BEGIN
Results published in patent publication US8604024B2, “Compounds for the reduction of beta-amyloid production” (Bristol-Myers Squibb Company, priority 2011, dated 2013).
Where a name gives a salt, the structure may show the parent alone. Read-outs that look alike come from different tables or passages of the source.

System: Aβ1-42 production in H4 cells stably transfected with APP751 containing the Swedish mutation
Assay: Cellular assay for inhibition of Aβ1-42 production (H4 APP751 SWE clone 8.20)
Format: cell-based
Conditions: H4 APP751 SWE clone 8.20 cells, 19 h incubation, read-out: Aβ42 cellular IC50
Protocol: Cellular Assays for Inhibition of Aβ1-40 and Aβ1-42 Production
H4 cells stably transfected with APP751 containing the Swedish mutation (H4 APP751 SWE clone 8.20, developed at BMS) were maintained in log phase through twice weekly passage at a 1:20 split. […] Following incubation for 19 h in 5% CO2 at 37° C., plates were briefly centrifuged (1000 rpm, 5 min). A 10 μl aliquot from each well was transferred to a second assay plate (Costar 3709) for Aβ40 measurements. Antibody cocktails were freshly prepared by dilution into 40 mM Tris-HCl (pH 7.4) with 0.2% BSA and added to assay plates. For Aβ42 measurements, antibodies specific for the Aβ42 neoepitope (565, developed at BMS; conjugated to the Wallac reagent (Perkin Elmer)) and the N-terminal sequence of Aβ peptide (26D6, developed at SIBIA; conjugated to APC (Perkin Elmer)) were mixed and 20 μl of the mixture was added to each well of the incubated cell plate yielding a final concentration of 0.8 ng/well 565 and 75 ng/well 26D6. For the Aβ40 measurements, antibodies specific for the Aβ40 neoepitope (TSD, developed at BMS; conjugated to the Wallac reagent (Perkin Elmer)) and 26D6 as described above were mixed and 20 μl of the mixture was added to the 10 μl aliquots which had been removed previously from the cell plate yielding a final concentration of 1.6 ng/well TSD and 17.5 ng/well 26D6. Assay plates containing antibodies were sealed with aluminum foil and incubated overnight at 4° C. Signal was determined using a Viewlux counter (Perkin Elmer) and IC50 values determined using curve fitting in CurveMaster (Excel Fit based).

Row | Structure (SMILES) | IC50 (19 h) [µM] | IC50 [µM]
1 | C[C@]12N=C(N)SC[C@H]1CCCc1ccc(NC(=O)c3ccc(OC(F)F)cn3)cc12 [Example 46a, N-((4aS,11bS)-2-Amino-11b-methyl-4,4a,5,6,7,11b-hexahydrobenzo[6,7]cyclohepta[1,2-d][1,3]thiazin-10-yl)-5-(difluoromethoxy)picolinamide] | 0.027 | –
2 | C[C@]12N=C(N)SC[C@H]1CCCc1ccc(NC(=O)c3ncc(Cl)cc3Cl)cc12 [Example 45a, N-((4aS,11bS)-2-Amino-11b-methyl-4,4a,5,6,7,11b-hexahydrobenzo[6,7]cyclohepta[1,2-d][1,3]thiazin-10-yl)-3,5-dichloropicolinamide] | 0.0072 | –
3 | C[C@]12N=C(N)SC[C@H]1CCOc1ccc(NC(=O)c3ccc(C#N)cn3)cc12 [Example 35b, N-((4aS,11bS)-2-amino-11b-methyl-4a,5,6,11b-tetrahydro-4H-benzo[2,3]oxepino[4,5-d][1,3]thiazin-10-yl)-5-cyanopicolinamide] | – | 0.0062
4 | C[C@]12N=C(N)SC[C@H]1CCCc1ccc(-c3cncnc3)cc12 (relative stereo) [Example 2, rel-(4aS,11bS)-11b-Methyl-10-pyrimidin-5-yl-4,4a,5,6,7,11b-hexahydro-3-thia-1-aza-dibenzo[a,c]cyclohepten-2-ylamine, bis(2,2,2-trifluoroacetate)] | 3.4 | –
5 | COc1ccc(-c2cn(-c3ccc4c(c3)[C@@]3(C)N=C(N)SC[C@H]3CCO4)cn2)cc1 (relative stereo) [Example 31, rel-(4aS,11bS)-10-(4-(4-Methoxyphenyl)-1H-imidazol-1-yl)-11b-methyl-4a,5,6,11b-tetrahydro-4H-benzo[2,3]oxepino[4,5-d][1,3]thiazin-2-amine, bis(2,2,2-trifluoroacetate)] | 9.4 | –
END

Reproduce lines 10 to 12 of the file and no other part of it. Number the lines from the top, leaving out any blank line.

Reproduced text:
1 | C[C@]12N=C(N)SC[C@H]1CCCc1ccc(NC(=O)c3ccc(OC(F)F)cn3)cc12 [Example 46a, N-((4aS,11bS)-2-Amino-11b-methyl-4,4a,5,6,7,11b-hexahydrobenzo[6,7]cyclohepta[1,2-d][1,3]thiazin-10-yl)-5-(difluoromethoxy)picolinamide] | 0.027 | –
2 | C[C@]12N=C(N)SC[C@H]1CCCc1ccc(NC(=O)c3ncc(Cl)cc3Cl)cc12 [Example 45a, N-((4aS,11bS)-2-Amino-11b-methyl-4,4a,5,6,7,11b-hexahydrobenzo[6,7]cyclohepta[1,2-d][1,3]thiazin-10-yl)-3,5-dichloropicolinamide] | 0.0072 | –
3 | C[C@]12N=C(N)SC[C@H]1CCOc1ccc(NC(=O)c3ccc(C#N)cn3)cc12 [Example 35b, N-((4aS,11bS)-2-amino-11b-methyl-4a,5,6,11b-tetrahydro-4H-benzo[2,3]oxepino[4,5-d][1,3]thiazin-10-yl)-5-cyanopicolinamide] | – | 0.0062